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Health Insurance for Elective Surgery and Waiting Lists in Australia

If you’re planning knee replacement surgery, skin cancer removal, cataract extraction or to start IVF treatment chances are you’ll be added to an elective surgery waiting list. Because elective surgeries are deemed medically necessary but don’t need to be done within 24 hours, you can expect to wait an average of 38 days.
Fact Checked

Updated: 24 May 2024

Waiting times vary across states and territories, from 28 days in the Northern Territory to 54 days in New South Wales.

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Elective surgeries in Australia are on the rise, increasing by 2.8% on average in the last year. According to the Australian Institute of Health and Welfare (AIHW), between 2016 and 2017 about 748,000 patients were admitted to Australian public hospitals for elective surgery.

Health insurance for elective surgery in Australia should in theory not have an impact on your waiting time, as it ought to be driven by clinical needs. However, despite Medicare’s ability to cover elective surgeries, excessively long waiting periods have become the norm. Private health insurance patients have long been known to have a shorter wait for elective operations in the public system.

However, such instances where private patients receive non-emergency surgeries more quickly than public patients should not be the norm. Under the Australian health care agreement, the time a patient must wait for elective surgery should be reflected in their urgent need for care.

What is elective surgery?

Elective surgery is a medically necessary surgical procedure that is scheduled in advance and can be delayed for at least 24 hours. As it is not classified as an emergency, you will be placed on an elective surgery waiting list. Surgery is generally performed by a surgeon in an operating theatre or procedure room under some form of anaesthesia.

Elective procedure examples include, carpal tunnel release, surgical removal of the gallbladder, cataract extraction, total hip or knee replacement, removal of haemorrhoids, and hernia repair.

What is an
elective surgery
waiting list?

In public hospitals, an elective surgery waiting list refers to a list of patients registered to receive elective surgery. Your treating doctor usually determines how urgent your surgery is and will then assign you to one of the three elective procedure categories. The time you can expect to wait for surgery depends on the group you are assigned to.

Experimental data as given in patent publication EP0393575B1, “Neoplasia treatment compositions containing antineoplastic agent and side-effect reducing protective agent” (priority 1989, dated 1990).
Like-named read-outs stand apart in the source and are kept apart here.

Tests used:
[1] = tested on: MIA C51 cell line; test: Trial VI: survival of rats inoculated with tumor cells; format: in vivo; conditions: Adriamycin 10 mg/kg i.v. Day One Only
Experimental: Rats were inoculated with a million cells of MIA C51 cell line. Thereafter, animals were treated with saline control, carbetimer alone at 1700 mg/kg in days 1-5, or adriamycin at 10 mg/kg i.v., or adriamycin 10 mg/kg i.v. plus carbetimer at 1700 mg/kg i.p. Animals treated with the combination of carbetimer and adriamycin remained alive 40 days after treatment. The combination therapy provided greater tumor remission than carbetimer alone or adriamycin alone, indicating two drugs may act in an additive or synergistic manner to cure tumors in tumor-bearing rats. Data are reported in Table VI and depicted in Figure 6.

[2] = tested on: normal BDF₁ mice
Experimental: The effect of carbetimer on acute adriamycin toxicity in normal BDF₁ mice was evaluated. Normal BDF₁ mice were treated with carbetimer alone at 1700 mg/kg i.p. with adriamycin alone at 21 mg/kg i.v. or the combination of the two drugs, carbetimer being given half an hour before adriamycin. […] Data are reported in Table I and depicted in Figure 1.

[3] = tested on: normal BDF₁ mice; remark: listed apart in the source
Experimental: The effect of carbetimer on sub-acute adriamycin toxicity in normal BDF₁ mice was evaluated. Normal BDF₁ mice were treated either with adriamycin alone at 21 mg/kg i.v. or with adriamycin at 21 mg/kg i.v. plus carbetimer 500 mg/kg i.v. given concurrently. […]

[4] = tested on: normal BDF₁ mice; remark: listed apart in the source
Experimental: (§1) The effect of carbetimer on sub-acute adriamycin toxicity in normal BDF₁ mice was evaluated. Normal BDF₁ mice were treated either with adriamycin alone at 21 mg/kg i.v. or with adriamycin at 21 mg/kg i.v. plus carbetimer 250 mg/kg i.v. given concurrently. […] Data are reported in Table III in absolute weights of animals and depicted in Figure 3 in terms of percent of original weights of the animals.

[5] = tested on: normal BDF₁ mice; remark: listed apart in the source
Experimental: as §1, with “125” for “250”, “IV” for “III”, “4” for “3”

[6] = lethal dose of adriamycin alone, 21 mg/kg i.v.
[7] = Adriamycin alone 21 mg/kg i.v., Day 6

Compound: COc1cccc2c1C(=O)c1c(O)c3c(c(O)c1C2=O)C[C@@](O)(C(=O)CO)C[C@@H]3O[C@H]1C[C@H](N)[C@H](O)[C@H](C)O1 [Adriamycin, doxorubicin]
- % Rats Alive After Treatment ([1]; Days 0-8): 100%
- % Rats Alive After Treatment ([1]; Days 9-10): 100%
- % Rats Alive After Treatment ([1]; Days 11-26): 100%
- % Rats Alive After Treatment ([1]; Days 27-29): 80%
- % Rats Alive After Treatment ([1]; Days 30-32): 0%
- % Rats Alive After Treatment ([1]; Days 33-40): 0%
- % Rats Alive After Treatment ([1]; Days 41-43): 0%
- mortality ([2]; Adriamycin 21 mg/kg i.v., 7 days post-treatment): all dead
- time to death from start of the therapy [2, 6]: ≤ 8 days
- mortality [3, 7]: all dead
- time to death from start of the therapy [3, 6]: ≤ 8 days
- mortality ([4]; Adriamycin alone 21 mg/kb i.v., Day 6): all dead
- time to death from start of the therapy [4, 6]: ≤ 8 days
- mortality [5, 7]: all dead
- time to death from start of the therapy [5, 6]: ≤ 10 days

Elective surgery categories and waiting times

Category
Description
Average Waiting Time
Procedure Examples
1. Urgent
Has the potential to deteriorate quickly and become an emergency.
30 days
  • Prostate biopsy
  • Cholecystectomy
  • Mastectomy
2. Semi-urgent
Unlikely to decline rapidly. Unlikely to become an emergency. Causes pain, dysfunction or disability.
90 days
  • Tonsillectomy
  • Hysterectomy
  • Total hip replacement
3. Non-urgent
Unlikely to deteriorate quickly. Does not present any threat of becoming an emergency. Minimal or no pain, dysfunction or disability.
365 days
  •  Septoplasty
  •  Varicose veins treatment
  •  Myringoplasty

Is elective surgery covered by Medicare?

Yes, Medicare covers elective surgeries which are considered medically necessary. However, you need to provide documentation from your doctor establishing that your surgery is required. After you’ve had a consultation with your surgeon, you will be put on the elective surgery waiting list determined by your urgency category.

Elective surgery waiting lists in Australia

All Australian states are experiencing waiting list problems because public hospitals can no longer meet the high demand for elective surgeries. In South Australia, patients wait an average of 1 week longer than expected, while in Tasmania 8.8% of people are waiting more than 365 days.

Possible reasons behind these long waiting times include Australia’s ageing population, longer life expectancy and the increase in the prevalence of conditions where elective surgery is the most appropriate treatment.

Waiting times for elective surgery by state

Territory
Expected Waiting Times
NSW
54 days
Victoria
30 days
Queensland
32 days
Western Australia
34 days
Southern Australia
39 days
Tasmania
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